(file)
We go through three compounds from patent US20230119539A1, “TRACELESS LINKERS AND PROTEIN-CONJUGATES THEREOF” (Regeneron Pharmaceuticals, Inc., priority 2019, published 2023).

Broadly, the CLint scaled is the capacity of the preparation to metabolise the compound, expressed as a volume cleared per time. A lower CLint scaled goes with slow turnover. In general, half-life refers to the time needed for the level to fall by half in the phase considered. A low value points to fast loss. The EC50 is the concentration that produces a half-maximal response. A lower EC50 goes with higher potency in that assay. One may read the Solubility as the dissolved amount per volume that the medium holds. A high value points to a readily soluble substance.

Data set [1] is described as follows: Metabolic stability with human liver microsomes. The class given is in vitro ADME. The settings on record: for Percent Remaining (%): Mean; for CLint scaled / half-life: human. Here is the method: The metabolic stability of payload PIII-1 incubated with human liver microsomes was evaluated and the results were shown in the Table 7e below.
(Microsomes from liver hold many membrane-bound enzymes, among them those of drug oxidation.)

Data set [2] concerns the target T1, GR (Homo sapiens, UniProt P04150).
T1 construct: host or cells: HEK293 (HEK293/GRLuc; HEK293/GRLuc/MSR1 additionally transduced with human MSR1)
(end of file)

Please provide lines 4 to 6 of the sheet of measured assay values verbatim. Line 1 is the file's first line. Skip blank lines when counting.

(Microsomes from liver hold many membrane-bound enzymes, among them those of drug oxidation.)

Data set [2] concerns the target T1, GR (Homo sapiens, UniProt P04150).
T1 construct: host or cells: HEK293 (HEK293/GRLuc; HEK293/GRLuc/MSR1 additionally transduced with human MSR1)